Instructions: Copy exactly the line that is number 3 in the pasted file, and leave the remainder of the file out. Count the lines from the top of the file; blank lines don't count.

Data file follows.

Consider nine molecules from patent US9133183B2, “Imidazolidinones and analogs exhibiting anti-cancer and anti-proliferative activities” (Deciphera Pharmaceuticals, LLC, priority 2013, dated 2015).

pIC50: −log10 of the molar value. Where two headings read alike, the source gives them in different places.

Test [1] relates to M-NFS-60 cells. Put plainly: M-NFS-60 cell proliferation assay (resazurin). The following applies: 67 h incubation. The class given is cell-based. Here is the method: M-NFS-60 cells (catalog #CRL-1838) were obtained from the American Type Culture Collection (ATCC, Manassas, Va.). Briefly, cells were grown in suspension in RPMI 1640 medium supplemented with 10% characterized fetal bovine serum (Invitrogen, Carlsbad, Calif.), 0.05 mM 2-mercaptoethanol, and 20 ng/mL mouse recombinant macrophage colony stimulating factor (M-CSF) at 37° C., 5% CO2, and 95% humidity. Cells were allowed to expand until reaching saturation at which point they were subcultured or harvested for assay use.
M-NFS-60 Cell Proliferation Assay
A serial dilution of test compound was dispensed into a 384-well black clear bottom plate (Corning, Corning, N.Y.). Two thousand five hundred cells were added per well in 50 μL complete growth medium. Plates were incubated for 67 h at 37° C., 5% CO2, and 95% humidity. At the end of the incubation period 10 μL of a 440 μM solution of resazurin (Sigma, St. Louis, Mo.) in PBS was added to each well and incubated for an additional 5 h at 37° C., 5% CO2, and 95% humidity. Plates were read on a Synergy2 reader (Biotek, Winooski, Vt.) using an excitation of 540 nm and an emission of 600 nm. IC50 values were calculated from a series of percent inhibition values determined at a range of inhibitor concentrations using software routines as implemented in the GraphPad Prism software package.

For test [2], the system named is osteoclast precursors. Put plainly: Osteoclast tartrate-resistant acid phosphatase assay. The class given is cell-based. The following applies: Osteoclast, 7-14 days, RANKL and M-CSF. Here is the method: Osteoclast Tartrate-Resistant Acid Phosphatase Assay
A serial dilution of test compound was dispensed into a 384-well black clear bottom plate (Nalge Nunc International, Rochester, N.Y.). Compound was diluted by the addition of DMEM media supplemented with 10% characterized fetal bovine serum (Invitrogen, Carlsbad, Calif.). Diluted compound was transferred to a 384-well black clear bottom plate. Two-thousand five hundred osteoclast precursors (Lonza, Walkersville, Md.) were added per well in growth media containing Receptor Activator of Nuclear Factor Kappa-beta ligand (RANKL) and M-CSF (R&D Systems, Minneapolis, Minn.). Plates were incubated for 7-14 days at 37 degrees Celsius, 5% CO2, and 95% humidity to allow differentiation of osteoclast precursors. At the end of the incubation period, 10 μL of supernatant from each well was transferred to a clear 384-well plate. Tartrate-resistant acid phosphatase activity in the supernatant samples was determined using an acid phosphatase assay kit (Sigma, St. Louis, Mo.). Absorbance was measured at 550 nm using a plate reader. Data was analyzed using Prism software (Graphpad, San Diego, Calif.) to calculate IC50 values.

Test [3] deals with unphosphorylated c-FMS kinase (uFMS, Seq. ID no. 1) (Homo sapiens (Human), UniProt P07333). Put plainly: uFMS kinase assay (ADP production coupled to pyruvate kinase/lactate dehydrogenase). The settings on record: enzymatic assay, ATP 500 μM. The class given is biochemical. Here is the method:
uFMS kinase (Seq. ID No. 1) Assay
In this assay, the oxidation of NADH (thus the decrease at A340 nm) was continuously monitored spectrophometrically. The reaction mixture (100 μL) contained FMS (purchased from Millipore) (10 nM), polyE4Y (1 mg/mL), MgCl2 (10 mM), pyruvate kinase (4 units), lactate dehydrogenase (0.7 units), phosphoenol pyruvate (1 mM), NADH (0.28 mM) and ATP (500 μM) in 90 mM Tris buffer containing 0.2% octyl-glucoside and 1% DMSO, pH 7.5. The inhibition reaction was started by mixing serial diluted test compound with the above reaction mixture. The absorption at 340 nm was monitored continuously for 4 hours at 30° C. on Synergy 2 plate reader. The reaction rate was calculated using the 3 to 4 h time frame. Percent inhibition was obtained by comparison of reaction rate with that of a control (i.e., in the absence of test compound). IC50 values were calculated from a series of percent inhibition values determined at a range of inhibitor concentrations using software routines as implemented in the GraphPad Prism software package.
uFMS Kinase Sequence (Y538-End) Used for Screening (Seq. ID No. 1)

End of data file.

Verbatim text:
Test [1] relates to M-NFS-60 cells. Put plainly: M-NFS-60 cell proliferation assay (resazurin). The following applies: 67 h incubation. The class given is cell-based. Here is the method: M-NFS-60 cells (catalog #CRL-1838) were obtained from the American Type Culture Collection (ATCC, Manassas, Va.). Briefly, cells were grown in suspension in RPMI 1640 medium supplemented with 10% characterized fetal bovine serum (Invitrogen, Carlsbad, Calif.), 0.05 mM 2-mercaptoethanol, and 20 ng/mL mouse recombinant macrophage colony stimulating factor (M-CSF) at 37° C., 5% CO2, and 95% humidity. Cells were allowed to expand until reaching saturation at which point they were subcultured or harvested for assay use.